Chapter

Language, the Nation, and Symbolic Capital

Alyssa Ayres

in Punjab Reconsidered

Published in print March 2012 | ISBN: 9780198078012
Published online September 2012 | e-ISBN: 9780199080984 | DOI: http://dx.doi.org/10.1093/acprof:oso/9780198078012.003.0018
Language, the Nation, and Symbolic Capital

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A movement to ‘revive’ the spirit of the Punjabi language, the Punjabiyat movement, has been catalyzed from within Pakistan — raising intriguing questions about language, nationalism, and the cultural basis of the nation-state. Although the Punjabiyat movement bears the surface features of a classical nationalist formation — insistence upon recovering an unfairly oppressed history and literature, one unique on earth and uniquely imbued with the spirit of the local people and the local land — its structural features differ markedly. Pakistan’s Punjab has long functioned as an ethnic hegemon, the centre against which other regions struggle in a search for power. Yet the Punjabiyat movement presents Punjab as an oppressed victim of Pakistan’s troubled search for national identity. This essay argues that a theory of symbolic capital best explains this otherwise peculiar inversion of perceived and actual power, and underscores culture’s critical role in the nation’s political imagination.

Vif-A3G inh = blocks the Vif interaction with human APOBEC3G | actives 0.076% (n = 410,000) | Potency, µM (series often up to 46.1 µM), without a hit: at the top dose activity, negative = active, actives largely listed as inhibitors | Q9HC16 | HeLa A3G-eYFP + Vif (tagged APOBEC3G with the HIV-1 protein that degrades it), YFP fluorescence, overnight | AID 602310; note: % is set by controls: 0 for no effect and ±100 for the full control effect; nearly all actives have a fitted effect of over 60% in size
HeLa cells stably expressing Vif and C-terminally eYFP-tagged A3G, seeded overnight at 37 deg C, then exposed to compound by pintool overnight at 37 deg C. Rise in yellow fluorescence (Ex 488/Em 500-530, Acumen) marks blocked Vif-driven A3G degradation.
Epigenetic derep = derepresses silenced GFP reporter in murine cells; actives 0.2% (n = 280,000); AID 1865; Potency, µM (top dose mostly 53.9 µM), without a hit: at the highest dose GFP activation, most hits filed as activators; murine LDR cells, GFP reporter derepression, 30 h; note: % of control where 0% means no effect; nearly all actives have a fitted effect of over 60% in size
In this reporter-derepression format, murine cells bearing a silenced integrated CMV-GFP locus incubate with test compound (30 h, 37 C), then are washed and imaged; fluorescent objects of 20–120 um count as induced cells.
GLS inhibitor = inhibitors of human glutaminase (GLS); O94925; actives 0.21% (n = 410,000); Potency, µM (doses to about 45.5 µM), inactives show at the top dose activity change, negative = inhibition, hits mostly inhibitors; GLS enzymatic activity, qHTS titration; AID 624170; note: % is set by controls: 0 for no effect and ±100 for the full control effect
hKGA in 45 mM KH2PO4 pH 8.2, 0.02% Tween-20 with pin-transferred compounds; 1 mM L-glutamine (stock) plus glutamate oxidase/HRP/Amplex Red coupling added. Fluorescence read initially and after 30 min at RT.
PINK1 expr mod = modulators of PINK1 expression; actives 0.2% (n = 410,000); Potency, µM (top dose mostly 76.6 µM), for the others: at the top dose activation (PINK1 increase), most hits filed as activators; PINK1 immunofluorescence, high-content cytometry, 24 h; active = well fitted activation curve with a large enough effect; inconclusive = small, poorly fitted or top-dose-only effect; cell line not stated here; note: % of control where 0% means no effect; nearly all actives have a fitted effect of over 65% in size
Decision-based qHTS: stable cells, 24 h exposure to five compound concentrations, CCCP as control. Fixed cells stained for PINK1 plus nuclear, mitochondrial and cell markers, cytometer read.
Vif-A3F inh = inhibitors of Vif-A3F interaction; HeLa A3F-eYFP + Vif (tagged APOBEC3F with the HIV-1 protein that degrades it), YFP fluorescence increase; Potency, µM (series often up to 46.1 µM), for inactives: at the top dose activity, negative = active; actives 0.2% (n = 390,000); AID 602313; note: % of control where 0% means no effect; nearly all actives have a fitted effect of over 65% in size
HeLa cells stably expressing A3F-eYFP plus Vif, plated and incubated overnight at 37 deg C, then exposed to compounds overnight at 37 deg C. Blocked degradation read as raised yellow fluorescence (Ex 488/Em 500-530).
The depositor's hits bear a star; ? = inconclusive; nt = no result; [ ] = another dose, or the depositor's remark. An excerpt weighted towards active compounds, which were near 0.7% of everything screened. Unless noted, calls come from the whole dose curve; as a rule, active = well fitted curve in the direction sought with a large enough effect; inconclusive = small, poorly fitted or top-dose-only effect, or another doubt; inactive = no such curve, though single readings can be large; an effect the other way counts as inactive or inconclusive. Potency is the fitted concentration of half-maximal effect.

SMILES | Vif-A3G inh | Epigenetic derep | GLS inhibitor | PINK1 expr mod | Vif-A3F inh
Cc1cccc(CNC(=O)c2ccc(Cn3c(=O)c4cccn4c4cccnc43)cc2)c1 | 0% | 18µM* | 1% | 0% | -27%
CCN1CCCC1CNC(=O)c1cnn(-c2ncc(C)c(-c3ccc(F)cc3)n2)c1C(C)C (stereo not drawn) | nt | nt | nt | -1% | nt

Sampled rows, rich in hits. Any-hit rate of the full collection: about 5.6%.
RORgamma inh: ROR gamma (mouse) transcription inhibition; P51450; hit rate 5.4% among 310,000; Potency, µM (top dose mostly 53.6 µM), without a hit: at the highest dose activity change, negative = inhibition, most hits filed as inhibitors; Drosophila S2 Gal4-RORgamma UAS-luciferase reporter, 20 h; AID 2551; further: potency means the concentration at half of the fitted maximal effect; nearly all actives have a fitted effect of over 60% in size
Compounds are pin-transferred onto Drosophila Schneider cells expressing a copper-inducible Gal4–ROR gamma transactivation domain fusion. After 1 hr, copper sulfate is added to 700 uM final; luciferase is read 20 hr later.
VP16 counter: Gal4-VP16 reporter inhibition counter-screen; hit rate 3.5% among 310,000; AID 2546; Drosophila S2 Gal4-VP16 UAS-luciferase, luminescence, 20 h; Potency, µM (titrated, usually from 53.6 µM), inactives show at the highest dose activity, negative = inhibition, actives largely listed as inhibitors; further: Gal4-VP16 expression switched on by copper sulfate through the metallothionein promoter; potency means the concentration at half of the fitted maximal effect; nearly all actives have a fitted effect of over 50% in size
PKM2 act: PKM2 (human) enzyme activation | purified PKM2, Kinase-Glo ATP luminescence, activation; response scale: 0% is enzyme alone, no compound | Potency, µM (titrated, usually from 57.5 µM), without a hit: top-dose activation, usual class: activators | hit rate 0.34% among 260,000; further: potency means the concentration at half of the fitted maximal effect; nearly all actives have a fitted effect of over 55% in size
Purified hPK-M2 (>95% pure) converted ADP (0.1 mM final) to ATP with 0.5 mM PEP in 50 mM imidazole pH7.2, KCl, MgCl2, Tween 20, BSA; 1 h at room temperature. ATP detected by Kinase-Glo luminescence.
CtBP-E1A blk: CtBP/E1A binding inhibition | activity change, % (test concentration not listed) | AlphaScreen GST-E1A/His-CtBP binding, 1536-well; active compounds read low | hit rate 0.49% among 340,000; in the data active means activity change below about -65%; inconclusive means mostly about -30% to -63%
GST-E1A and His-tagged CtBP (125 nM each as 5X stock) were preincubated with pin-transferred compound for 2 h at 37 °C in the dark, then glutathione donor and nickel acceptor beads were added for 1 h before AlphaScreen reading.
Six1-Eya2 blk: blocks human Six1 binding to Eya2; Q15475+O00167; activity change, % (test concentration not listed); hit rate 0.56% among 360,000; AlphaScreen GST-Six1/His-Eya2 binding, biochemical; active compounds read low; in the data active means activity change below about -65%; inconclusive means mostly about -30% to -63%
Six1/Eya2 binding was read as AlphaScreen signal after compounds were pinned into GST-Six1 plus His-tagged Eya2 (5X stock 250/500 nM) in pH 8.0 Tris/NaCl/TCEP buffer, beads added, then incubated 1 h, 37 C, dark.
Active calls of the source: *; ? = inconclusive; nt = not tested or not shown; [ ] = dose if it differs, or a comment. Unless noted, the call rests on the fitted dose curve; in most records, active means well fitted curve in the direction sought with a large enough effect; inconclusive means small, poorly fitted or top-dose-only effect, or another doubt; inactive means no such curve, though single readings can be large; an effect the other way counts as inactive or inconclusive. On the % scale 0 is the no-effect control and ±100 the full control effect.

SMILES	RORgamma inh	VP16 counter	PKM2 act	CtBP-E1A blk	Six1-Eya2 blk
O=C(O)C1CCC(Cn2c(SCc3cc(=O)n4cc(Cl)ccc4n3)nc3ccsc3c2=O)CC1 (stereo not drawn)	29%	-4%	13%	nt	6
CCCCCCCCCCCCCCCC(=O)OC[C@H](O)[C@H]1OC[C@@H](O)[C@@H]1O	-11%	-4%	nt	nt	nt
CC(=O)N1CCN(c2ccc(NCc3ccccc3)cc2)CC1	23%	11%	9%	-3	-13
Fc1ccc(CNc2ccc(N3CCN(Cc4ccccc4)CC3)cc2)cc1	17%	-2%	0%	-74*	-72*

Keywords: nationalism; Punjab; Pakistan; ethnic hegemon; oppressed victim; symbolic capital; Punjabi language; political imagination; national identity; Punjabiyat movement

Chapter.  9190 words.  Illustrated.

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